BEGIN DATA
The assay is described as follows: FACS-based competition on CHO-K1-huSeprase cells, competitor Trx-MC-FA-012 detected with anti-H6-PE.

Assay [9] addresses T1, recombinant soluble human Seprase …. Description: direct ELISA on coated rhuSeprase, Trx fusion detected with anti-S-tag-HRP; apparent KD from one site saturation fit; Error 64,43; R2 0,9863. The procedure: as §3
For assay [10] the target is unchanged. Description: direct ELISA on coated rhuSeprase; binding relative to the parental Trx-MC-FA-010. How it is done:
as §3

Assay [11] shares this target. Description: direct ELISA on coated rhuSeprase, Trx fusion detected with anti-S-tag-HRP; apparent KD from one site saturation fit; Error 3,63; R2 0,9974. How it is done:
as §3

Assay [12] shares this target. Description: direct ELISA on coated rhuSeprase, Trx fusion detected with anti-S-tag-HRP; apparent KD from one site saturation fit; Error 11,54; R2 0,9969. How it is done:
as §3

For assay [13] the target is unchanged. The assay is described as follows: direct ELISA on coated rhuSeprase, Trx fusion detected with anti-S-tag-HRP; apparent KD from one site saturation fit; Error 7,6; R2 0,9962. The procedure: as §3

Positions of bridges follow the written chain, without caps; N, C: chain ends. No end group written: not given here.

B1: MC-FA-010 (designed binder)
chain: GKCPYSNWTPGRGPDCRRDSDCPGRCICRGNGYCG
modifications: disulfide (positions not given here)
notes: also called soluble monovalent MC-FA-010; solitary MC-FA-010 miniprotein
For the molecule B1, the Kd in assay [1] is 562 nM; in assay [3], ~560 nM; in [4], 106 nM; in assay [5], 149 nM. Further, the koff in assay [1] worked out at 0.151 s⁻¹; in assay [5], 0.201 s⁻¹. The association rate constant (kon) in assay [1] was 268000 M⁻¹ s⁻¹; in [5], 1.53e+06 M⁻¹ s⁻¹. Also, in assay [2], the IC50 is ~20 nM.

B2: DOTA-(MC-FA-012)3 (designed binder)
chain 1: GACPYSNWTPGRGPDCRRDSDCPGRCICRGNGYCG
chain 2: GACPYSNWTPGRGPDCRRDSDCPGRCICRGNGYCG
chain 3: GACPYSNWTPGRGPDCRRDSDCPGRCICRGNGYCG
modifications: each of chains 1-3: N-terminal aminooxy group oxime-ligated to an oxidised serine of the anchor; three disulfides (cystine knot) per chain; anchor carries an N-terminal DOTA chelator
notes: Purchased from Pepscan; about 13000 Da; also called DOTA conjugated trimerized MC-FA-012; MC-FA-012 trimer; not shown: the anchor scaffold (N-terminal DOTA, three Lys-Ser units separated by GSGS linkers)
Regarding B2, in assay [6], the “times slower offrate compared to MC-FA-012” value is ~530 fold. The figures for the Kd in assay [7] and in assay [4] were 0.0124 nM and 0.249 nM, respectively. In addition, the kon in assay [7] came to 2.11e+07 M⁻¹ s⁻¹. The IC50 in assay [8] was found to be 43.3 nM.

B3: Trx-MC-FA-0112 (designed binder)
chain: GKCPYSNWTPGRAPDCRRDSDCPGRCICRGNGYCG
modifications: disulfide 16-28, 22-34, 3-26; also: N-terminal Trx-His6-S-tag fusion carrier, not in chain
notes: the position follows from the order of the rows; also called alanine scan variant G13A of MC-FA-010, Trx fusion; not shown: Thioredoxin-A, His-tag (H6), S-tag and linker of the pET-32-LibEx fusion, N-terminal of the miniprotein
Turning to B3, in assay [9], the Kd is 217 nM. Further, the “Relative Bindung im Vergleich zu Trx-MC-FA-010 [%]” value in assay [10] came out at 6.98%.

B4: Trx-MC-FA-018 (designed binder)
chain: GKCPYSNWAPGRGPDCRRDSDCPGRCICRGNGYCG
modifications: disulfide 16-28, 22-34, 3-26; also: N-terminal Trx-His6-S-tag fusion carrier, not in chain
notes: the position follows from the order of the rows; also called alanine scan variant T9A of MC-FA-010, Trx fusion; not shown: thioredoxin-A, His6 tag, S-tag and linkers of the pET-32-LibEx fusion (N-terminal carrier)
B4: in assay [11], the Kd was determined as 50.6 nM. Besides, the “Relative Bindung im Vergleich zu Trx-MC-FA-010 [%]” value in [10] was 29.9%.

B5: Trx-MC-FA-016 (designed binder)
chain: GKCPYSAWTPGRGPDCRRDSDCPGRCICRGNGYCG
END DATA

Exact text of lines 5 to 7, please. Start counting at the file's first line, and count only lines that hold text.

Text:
Assay [11] shares this target. Description: direct ELISA on coated rhuSeprase, Trx fusion detected with anti-S-tag-HRP; apparent KD from one site saturation fit; Error 3,63; R2 0,9974. How it is done:
as §3

Assay [12] shares this target. Description: direct ELISA on coated rhuSeprase, Trx fusion detected with anti-S-tag-HRP; apparent KD from one site saturation fit; Error 11,54; R2 0,9969. How it is done: